//International Treaties and Corruption
International Treaties and Corruption

International Treaties and Corruption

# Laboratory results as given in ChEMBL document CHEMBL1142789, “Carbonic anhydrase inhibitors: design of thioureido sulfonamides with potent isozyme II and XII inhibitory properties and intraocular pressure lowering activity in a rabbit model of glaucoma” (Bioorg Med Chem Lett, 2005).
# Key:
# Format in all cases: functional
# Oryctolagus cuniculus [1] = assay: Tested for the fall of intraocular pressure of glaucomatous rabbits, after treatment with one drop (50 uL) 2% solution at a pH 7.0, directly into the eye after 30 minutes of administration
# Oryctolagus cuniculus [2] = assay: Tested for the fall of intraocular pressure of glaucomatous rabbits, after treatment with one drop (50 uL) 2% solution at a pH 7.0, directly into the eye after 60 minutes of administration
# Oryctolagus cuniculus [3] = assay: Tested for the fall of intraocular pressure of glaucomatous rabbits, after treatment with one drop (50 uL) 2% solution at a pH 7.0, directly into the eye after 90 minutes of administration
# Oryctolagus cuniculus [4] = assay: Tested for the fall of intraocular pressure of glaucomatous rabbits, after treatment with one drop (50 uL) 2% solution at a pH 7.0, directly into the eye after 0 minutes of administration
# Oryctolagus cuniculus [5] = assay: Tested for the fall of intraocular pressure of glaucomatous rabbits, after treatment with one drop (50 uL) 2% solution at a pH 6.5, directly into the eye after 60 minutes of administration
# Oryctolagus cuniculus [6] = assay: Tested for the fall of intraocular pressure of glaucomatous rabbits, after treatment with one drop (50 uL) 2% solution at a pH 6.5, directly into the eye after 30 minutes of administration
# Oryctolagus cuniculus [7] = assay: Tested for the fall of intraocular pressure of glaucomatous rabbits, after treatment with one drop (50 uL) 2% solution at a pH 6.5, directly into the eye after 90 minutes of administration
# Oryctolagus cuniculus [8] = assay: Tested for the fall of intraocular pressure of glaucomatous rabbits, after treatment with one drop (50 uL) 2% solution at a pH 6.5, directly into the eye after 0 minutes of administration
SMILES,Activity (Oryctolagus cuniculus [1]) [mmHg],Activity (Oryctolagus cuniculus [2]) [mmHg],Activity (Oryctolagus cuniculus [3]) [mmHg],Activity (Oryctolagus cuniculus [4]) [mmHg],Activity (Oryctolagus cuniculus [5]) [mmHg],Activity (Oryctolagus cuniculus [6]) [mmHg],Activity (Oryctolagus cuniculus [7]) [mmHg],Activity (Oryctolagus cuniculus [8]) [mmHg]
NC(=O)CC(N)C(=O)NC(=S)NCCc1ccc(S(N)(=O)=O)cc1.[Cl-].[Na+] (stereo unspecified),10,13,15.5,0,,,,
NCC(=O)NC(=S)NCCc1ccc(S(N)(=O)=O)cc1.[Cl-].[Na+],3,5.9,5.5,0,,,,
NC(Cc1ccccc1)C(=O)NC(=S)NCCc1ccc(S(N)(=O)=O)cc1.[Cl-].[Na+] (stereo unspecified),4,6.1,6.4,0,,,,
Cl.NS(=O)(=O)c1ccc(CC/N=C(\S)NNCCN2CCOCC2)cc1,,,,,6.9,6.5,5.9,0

International efforts to combat corruption can be understood as being a largely U.S. driven response to a series of scandals during the 1970s, such as the Watergate scandal in 1972, and perhaps more relevantly to the development of international treaties, the Lockheed scandal in the late 1970s. Indeed, Schroth (2003, p. 87) goes as far as to state that “any discussion of international measures against corruption and bribery must begin with the United States”. There is considerable merit in evaluating the growth in international treaties through this particular theoretical lens. Indeed, prior to the corruption eruption in the late 1980s and early 1990s, there was limited international attention paid to dealing with corruption through international treaties, albeit with a notable exception. Following a series of scandals regarding the conduct of U.S. business internationally (most notably the Lockheed Scandal), there was a push within the U.S. to clamp down on corruption. This push culminated in the adoption of the Foreign Corrupt Practices Act of 1977, which sought to heavily penalise U.S. firms who were engaging in corruption overseas (Stessens, 2001, p. 896; Perlman and Sykes, 2017). Indeed, Kidane and Snider (2007, p. 696) go as far as to refer to the Watergate scandal as sine qua non[1] in efforts to address corruption through policy interventions and it serves as the genesis for later U.S. intentions to advance international treaty and convention efforts to tackle corruption as the de jure approach emphasised by the U.S. through the UN and other international organisations. Some even see the first UN treaty aimed at cracking down on corruption as a way in which to level the playing field for U.S. business. However, the International Agreement on Illicit Payments ultimately failed to be adopted in 1979 (Perlman and Sykes, 2017; Stessens, 2001) and it was not until the “corruption eruption” and the period from the mid-1990s onwards that international attempts to combat corruption through treaties and conventions again regained steam, with a swathe of international conventions being signed, ratified, and enforced (Cole, 2015, p. 60).